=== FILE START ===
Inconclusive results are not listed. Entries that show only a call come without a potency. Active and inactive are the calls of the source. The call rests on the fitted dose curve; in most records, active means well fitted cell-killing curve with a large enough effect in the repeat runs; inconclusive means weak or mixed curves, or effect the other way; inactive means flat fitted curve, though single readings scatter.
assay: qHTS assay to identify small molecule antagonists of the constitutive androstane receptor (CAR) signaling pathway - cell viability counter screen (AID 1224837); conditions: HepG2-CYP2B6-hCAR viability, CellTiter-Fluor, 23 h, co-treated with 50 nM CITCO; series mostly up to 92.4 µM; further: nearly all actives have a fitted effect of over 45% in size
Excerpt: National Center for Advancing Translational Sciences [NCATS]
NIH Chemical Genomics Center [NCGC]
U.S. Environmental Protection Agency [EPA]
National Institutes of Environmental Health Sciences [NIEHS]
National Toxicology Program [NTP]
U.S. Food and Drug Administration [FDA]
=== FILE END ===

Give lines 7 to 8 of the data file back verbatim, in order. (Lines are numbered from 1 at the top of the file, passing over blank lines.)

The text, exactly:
National Toxicology Program [NTP]
U.S. Food and Drug Administration [FDA]